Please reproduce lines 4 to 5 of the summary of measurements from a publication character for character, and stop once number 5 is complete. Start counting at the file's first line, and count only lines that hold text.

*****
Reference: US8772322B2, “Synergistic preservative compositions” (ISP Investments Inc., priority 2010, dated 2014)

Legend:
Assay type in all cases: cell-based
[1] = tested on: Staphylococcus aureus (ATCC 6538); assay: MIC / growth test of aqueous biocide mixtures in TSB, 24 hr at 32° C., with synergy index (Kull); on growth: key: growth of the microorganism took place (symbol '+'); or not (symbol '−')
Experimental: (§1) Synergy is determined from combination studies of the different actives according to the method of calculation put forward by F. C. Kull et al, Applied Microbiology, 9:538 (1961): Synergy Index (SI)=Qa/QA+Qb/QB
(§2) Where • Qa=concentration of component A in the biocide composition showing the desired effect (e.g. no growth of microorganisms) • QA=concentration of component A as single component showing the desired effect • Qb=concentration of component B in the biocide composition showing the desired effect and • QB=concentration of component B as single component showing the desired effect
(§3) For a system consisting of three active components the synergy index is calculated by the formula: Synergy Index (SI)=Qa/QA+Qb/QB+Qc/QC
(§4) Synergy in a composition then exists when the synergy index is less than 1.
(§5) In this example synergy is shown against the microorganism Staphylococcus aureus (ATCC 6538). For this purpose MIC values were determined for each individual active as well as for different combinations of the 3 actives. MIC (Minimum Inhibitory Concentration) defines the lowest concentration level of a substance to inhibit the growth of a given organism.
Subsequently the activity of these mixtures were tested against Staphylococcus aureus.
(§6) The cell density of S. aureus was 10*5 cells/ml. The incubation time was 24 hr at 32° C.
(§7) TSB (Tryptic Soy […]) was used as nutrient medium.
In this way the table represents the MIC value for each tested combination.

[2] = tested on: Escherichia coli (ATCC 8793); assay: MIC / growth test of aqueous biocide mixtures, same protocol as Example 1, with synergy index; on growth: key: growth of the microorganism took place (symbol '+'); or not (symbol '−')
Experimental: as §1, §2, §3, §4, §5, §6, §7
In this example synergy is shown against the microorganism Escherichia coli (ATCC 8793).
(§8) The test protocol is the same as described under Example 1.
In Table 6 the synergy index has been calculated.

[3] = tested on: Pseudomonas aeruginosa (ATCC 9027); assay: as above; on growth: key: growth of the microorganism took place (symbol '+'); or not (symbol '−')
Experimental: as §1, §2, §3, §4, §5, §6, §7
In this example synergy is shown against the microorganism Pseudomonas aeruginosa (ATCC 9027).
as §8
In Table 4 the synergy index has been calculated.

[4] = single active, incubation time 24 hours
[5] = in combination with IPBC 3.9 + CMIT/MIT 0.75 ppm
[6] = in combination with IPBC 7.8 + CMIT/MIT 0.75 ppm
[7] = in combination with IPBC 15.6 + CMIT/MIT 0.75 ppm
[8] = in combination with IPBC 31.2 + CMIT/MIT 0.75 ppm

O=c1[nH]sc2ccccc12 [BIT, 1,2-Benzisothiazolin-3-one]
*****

[1] = tested on: Staphylococcus aureus (ATCC 6538); assay: MIC / growth test of aqueous biocide mixtures in TSB, 24 hr at 32° C., with synergy index (Kull); on growth: key: growth of the microorganism took place (symbol '+'); or not (symbol '−')
Experimental: (§1) Synergy is determined from combination studies of the different actives according to the method of calculation put forward by F. C. Kull et al, Applied Microbiology, 9:538 (1961): Synergy Index (SI)=Qa/QA+Qb/QB